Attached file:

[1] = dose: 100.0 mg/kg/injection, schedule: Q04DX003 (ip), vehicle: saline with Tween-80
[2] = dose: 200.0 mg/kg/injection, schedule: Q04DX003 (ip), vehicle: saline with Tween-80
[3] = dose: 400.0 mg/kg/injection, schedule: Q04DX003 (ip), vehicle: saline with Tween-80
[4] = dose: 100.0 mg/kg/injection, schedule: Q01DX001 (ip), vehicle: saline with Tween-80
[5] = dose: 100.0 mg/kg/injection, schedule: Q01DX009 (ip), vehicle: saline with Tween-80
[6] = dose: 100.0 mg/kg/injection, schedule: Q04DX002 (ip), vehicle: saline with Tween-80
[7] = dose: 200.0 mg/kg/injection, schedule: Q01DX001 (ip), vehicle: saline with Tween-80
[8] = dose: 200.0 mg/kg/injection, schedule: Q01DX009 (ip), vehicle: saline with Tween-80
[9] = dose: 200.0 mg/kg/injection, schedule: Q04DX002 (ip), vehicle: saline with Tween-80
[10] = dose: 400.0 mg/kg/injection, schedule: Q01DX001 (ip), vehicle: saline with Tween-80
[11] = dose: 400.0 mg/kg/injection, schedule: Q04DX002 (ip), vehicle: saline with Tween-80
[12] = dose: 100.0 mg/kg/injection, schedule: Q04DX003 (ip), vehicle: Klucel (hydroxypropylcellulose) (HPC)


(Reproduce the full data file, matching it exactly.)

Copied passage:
[1] = dose: 100.0 mg/kg/injection, schedule: Q04DX003 (ip), vehicle: saline with Tween-80
[2] = dose: 200.0 mg/kg/injection, schedule: Q04DX003 (ip), vehicle: saline with Tween-80
[3] = dose: 400.0 mg/kg/injection, schedule: Q04DX003 (ip), vehicle: saline with Tween-80
[4] = dose: 100.0 mg/kg/injection, schedule: Q01DX001 (ip), vehicle: saline with Tween-80
[5] = dose: 100.0 mg/kg/injection, schedule: Q01DX009 (ip), vehicle: saline with Tween-80
[6] = dose: 100.0 mg/kg/injection, schedule: Q04DX002 (ip), vehicle: saline with Tween-80
[7] = dose: 200.0 mg/kg/injection, schedule: Q01DX001 (ip), vehicle: saline with Tween-80
[8] = dose: 200.0 mg/kg/injection, schedule: Q01DX009 (ip), vehicle: saline with Tween-80
[9] = dose: 200.0 mg/kg/injection, schedule: Q04DX002 (ip), vehicle: saline with Tween-80
[10] = dose: 400.0 mg/kg/injection, schedule: Q01DX001 (ip), vehicle: saline with Tween-80
[11] = dose: 400.0 mg/kg/injection, schedule: Q04DX002 (ip), vehicle: saline with Tween-80
[12] = dose: 100.0 mg/kg/injection, schedule: Q04DX003 (ip), vehicle: Klucel (hydroxypropylcellulose) (HPC)